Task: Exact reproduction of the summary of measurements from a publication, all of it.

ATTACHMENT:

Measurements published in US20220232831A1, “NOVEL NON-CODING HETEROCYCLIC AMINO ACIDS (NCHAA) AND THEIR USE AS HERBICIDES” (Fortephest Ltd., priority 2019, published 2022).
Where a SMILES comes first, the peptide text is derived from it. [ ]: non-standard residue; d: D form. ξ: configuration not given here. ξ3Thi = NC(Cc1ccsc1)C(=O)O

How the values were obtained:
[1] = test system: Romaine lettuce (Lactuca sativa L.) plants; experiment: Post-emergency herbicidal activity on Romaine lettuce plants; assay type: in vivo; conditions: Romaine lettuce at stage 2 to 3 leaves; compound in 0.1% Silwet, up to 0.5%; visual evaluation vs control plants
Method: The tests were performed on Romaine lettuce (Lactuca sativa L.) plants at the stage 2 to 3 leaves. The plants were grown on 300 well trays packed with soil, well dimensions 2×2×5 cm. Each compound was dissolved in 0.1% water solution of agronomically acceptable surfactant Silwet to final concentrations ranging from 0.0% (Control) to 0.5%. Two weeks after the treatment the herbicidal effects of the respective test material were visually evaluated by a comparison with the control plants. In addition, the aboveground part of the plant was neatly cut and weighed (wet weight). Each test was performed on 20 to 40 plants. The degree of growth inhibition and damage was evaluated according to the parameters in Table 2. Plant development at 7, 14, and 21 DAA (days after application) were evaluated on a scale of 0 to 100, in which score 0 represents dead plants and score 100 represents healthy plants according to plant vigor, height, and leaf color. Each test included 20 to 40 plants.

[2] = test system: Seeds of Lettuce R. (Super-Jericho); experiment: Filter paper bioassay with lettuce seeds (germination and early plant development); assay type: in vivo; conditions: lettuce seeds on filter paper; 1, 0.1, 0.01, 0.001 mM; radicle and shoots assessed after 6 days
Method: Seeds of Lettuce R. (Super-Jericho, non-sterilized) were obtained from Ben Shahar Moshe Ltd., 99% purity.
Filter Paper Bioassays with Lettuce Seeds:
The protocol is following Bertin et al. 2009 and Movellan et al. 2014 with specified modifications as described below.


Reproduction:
Measurements published in US20220232831A1, “NOVEL NON-CODING HETEROCYCLIC AMINO ACIDS (NCHAA) AND THEIR USE AS HERBICIDES” (Fortephest Ltd., priority 2019, published 2022).
Where a SMILES comes first, the peptide text is derived from it. [ ]: non-standard residue; d: D form. ξ: configuration not given here. ξ3Thi = NC(Cc1ccsc1)C(=O)O

How the values were obtained:
[1] = test system: Romaine lettuce (Lactuca sativa L.) plants; experiment: Post-emergency herbicidal activity on Romaine lettuce plants; assay type: in vivo; conditions: Romaine lettuce at stage 2 to 3 leaves; compound in 0.1% Silwet, up to 0.5%; visual evaluation vs control plants
Method: The tests were performed on Romaine lettuce (Lactuca sativa L.) plants at the stage 2 to 3 leaves. The plants were grown on 300 well trays packed with soil, well dimensions 2×2×5 cm. Each compound was dissolved in 0.1% water solution of agronomically acceptable surfactant Silwet to final concentrations ranging from 0.0% (Control) to 0.5%. Two weeks after the treatment the herbicidal effects of the respective test material were visually evaluated by a comparison with the control plants. In addition, the aboveground part of the plant was neatly cut and weighed (wet weight). Each test was performed on 20 to 40 plants. The degree of growth inhibition and damage was evaluated according to the parameters in Table 2. Plant development at 7, 14, and 21 DAA (days after application) were evaluated on a scale of 0 to 100, in which score 0 represents dead plants and score 100 represents healthy plants according to plant vigor, height, and leaf color. Each test included 20 to 40 plants.

[2] = test system: Seeds of Lettuce R. (Super-Jericho); experiment: Filter paper bioassay with lettuce seeds (germination and early plant development); assay type: in vivo; conditions: lettuce seeds on filter paper; 1, 0.1, 0.01, 0.001 mM; radicle and shoots assessed after 6 days
Method: Seeds of Lettuce R. (Super-Jericho, non-sterilized) were obtained from Ben Shahar Moshe Ltd., 99% purity.
Filter Paper Bioassays with Lettuce Seeds:
The protocol is following Bertin et al. 2009 and Movellan et al. 2014 with specified modifications as described below.